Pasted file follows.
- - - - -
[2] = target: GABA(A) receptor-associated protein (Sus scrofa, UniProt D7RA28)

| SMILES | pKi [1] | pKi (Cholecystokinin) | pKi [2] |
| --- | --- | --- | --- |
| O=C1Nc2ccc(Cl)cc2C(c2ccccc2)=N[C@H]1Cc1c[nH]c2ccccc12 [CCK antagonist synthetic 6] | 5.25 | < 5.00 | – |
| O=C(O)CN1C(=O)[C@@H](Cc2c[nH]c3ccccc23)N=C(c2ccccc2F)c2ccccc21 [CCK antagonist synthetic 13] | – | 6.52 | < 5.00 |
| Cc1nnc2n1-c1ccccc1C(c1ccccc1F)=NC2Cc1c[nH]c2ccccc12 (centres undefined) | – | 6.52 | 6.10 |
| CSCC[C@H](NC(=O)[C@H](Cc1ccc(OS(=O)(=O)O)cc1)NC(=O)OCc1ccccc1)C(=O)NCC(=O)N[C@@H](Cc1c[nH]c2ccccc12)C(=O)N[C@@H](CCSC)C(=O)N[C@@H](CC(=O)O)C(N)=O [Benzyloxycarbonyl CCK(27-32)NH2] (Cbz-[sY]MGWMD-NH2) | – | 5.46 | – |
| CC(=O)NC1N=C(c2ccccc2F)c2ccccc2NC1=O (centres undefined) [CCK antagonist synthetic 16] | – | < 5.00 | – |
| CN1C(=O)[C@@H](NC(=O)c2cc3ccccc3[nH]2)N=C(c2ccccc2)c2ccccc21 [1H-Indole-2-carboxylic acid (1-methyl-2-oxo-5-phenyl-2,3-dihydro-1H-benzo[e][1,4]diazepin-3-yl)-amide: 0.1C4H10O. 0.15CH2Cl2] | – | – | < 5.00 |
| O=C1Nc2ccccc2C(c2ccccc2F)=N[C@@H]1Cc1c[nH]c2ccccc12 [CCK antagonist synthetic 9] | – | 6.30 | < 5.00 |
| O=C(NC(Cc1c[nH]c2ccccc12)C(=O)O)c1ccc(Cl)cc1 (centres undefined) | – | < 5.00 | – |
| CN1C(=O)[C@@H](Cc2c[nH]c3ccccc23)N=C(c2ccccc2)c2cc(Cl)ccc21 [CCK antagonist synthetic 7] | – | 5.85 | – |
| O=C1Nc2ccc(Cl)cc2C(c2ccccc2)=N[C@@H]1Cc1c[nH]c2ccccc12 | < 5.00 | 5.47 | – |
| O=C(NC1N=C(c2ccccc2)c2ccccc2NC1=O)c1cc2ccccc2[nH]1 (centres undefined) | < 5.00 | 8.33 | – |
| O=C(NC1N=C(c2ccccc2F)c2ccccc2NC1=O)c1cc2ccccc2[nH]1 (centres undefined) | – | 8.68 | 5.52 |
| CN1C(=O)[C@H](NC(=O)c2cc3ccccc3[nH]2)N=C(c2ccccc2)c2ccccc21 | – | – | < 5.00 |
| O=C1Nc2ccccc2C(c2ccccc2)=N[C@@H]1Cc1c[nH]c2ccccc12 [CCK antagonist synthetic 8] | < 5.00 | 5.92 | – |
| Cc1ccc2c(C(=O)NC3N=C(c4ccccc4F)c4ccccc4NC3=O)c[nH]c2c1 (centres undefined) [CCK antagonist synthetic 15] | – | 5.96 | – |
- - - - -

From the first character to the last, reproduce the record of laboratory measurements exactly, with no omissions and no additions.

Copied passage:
[2] = target: GABA(A) receptor-associated protein (Sus scrofa, UniProt D7RA28)

| SMILES | pKi [1] | pKi (Cholecystokinin) | pKi [2] |
| --- | --- | --- | --- |
| O=C1Nc2ccc(Cl)cc2C(c2ccccc2)=N[C@H]1Cc1c[nH]c2ccccc12 [CCK antagonist synthetic 6] | 5.25 | < 5.00 | – |
| O=C(O)CN1C(=O)[C@@H](Cc2c[nH]c3ccccc23)N=C(c2ccccc2F)c2ccccc21 [CCK antagonist synthetic 13] | – | 6.52 | < 5.00 |
| Cc1nnc2n1-c1ccccc1C(c1ccccc1F)=NC2Cc1c[nH]c2ccccc12 (centres undefined) | – | 6.52 | 6.10 |
| CSCC[C@H](NC(=O)[C@H](Cc1ccc(OS(=O)(=O)O)cc1)NC(=O)OCc1ccccc1)C(=O)NCC(=O)N[C@@H](Cc1c[nH]c2ccccc12)C(=O)N[C@@H](CCSC)C(=O)N[C@@H](CC(=O)O)C(N)=O [Benzyloxycarbonyl CCK(27-32)NH2] (Cbz-[sY]MGWMD-NH2) | – | 5.46 | – |
| CC(=O)NC1N=C(c2ccccc2F)c2ccccc2NC1=O (centres undefined) [CCK antagonist synthetic 16] | – | < 5.00 | – |
| CN1C(=O)[C@@H](NC(=O)c2cc3ccccc3[nH]2)N=C(c2ccccc2)c2ccccc21 [1H-Indole-2-carboxylic acid (1-methyl-2-oxo-5-phenyl-2,3-dihydro-1H-benzo[e][1,4]diazepin-3-yl)-amide: 0.1C4H10O. 0.15CH2Cl2] | – | – | < 5.00 |
| O=C1Nc2ccccc2C(c2ccccc2F)=N[C@@H]1Cc1c[nH]c2ccccc12 [CCK antagonist synthetic 9] | – | 6.30 | < 5.00 |
| O=C(NC(Cc1c[nH]c2ccccc12)C(=O)O)c1ccc(Cl)cc1 (centres undefined) | – | < 5.00 | – |
| CN1C(=O)[C@@H](Cc2c[nH]c3ccccc23)N=C(c2ccccc2)c2cc(Cl)ccc21 [CCK antagonist synthetic 7] | – | 5.85 | – |
| O=C1Nc2ccc(Cl)cc2C(c2ccccc2)=N[C@@H]1Cc1c[nH]c2ccccc12 | < 5.00 | 5.47 | – |
| O=C(NC1N=C(c2ccccc2)c2ccccc2NC1=O)c1cc2ccccc2[nH]1 (centres undefined) | < 5.00 | 8.33 | – |
| O=C(NC1N=C(c2ccccc2F)c2ccccc2NC1=O)c1cc2ccccc2[nH]1 (centres undefined) | – | 8.68 | 5.52 |
| CN1C(=O)[C@H](NC(=O)c2cc3ccccc3[nH]2)N=C(c2ccccc2)c2ccccc21 | – | – | < 5.00 |
| O=C1Nc2ccccc2C(c2ccccc2)=N[C@@H]1Cc1c[nH]c2ccccc12 [CCK antagonist synthetic 8] | < 5.00 | 5.92 | – |
| Cc1ccc2c(C(=O)NC3N=C(c4ccccc4F)c4ccccc4NC3=O)c[nH]c2c1 (centres undefined) [CCK antagonist synthetic 15] | – | 5.96 | – |